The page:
• 4 minutes Pompeo: Aramco Attacks Are An "Act Of War" By Iran
  • 7 minutes Who Really Benefits From The "Iran Attacked Saudi Arabia" Narrative?
  • 11 minutes Trump Will Win In 2020
  • 15 minutes Experts review Saudi damage photos. Say Said is need to do a lot of explaining.
  • 1 hour Let's shut down dissent like The Conversation in Australia
  • 5 mins Ethanol is the SAVIOR of the Oil Industry, Convenience Store Industry, Automotive Supply Chain Industry and Much More!
  • 2 hours One of the fire satellite pictures showed what look like the fire hit outside the main oil complex. Like it hit storage or pipeline facility. Not big deal.
  • 3 hours Saudi State-of-Art Defense System looking the wrong way. MBS must fire Defense Minister. Oh, MBS is Defense Minister. Forget about it.
  • 1 hour Trump Accidentally Discusses Technology Used In The Border Wall
  • 10 hours Ethanol, the Perfect Home Remedy for A Saudi Oil Fever
  • 9 hours Donald Trump Proposes Harnessing Liberal Tears To Provide Clean Energy
  • 15 hours Drone attacks cause fire at two Saudi Aramco facilities, blaze now under control
  • 8 hours Saudis Confirm a Cruise Missile from Iranian Origin
  • 8 hours Saudis Buying Oil From Iraq
  • 26 mins Hong Kong protesters appeal to Trump for support.
  • 1 day China Faces Economic Collapse
  • 1 day Democrats and Gun Views
Alt Text

World’s Top Oil Trader Sees Oil Prices Weakening This Year

Vitol, the world’s biggest independent…

Alt Text

Can Oil Survive The Looming Economic “Ice Age?”

A wide-spread economic recession is…

Andy Tully

Andy Tully

Andy Tully is a veteran news reporter who is now the news editor for Oilprice.com

More Info

Premium Content

Low Prices Help Arctic Avoid A ‘Gold Rush’ Scenario

The plunging price of oil over the past nine months has forced many if not most energy companies to cut back drastically on spending, especially on projects in Arctic waters, where exploration and drilling are more difficult and expensive. But the Norwegian government says such delays could pay off in the long run.

The list of companies paring back their plans is long, and exploration in the Arctic Ocean north of Western Europe will decline by half in 2015.

One company is Lundin Petroleum of Sweden, which cites the plunge in oil prices for its plans to drill no more than four exploratory wells in the Barents Sea in 2015. Three other European companies – Vienna-based OMV, Germany’s Wintershall AG and Italy’s Eni – are committed to only one exploratory well each this year. In 2014 these companies together drilled 13 such wells, a record. Related: Is Rosneft The Best Buy On The Global Markets?

Meanwhile, Russia’s state-owned Rosneft and Norway’s state-owned Statoil are also drastically reducing plans for immediate investment in Arctic waters. In fact, Statoil has once again postponed any commitment to develop its Johan Castberg oil field in the Barents Sea because the high cost of the project at a time of low oil revenues.

The field is believed to hold between 400 million and 600 million barrels of oil, but would cost an estimated $15 billion to set up new facilities on Norway’s northern coast to develop it. Statoil says a decision on when to begin work on Johan Castberg won’t come any earlier than 2016, maybe 2017.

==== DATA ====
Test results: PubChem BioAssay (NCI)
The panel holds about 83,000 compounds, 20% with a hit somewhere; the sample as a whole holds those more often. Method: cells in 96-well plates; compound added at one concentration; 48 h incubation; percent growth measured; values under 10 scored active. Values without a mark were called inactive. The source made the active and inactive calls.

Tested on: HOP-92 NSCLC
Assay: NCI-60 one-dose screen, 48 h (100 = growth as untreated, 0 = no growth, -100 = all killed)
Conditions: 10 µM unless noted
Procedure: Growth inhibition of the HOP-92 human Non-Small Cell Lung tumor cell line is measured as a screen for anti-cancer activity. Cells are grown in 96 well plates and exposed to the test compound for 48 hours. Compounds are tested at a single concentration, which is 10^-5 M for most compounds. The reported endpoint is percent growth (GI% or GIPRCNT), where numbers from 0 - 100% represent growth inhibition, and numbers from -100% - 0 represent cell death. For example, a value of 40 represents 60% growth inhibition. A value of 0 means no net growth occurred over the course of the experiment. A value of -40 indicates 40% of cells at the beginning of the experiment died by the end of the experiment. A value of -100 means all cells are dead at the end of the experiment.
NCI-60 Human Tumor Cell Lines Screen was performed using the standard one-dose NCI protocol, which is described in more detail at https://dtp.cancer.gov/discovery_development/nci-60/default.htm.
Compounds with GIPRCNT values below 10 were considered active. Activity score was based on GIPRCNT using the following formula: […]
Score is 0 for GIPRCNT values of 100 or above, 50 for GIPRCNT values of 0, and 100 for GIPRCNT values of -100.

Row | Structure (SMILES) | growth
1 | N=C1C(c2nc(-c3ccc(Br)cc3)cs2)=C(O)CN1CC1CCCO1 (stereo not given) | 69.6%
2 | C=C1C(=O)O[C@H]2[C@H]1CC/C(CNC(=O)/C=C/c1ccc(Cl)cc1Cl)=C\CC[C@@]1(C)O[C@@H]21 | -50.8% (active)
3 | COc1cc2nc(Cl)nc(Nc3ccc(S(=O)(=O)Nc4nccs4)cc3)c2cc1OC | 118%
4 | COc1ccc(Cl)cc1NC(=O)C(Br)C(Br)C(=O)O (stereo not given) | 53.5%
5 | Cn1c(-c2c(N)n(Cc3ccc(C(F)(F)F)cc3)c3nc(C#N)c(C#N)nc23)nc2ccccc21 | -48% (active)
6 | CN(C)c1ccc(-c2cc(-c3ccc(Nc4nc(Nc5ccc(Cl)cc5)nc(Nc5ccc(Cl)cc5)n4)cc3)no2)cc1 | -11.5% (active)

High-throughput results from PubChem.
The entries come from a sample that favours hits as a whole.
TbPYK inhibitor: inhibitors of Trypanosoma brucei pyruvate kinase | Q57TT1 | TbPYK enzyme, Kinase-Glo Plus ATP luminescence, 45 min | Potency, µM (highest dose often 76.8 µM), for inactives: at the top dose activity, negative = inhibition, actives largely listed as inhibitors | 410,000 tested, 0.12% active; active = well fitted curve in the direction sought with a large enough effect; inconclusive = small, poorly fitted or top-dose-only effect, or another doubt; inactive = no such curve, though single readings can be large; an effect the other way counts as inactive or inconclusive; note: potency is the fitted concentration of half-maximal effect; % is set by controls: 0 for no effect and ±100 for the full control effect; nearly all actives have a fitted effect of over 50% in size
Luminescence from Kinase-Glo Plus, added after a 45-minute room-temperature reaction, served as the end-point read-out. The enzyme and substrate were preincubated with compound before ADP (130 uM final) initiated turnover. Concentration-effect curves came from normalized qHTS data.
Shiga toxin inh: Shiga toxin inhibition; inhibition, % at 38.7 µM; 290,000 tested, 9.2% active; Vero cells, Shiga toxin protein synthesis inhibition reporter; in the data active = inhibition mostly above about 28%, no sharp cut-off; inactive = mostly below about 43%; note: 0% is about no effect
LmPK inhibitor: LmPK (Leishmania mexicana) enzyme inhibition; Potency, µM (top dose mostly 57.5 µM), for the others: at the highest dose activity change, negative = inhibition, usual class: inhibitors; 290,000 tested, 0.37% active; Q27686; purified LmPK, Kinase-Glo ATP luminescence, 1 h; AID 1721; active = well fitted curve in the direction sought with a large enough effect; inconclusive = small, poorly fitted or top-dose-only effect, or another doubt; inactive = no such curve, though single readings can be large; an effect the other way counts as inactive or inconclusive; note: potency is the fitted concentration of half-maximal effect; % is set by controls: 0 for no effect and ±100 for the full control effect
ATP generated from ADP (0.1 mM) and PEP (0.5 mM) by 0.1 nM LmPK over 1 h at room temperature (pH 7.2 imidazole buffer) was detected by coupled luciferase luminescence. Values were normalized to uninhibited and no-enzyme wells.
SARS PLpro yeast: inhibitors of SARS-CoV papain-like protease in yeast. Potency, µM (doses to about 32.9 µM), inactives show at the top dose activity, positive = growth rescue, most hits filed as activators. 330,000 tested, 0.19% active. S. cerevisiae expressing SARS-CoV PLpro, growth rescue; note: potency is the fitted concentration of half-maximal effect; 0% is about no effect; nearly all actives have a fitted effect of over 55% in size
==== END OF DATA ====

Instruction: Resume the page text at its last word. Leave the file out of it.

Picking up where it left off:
“We have made significant progress in reducing costs for Johan Castberg,” said Ivar Aasheim, the Statoil executive responsible for sanctioning projects in Norwegian waters. “However, current challenges in relation to costs and oil prices require us to spend more time to ensure that we extract the full benefit of the implemented measures.” Related: Big Changes Needed For Big Oil To Survive

As grim as the news may seem, Norwegian Foreign Minister Boerge Brende says these delays eventually may benefit Arctic oil exploitation by preventing a melee of exploration in an environmentally fragile region.

Brende told an Arctic conference in Oslo on March 12 that the region is heating up faster than most other areas of the Earth because of climate change, and that part of that heating can be attributed to the burning of gas, which emits fully half as much heat-trapping carbon dioxide as coal.

There have been expectations that the Arctic Ocean would soon be open to increased mining, energy exploitation and shipping, Brende said, but they turned out to be too optimistic. “We should be very happy that there was not a‘gold rush,’ ” he told reporters after his address to the Oslo conference. “A‘gold rush’ is not positive, it’s throwing oneself at resources at breakneck speed. Related: The Easy Oil Is Gone So Where Do We Look Now?

“The Arctic is a very vulnerable area where we have to go step by step,” he said, being careful to apply strong environmental rules.

Nevertheless, Brende said, “It is safe to assume that Arctic gas will have its day,” because oil and gas will continue to supply the majority of the world’s energy for the foreseeable future and that the Arctic will continue to be a key source of these fossil fuels.

By Andy Tully of Oilprice.com

More Top Reads From Oilprice.com:




Download The Free Oilprice App Today

Back to homepage



Leave a comment

Leave a comment




Oilprice - The No. 1 Source for Oil & Energy News
Download on the App Store Get it on Google Play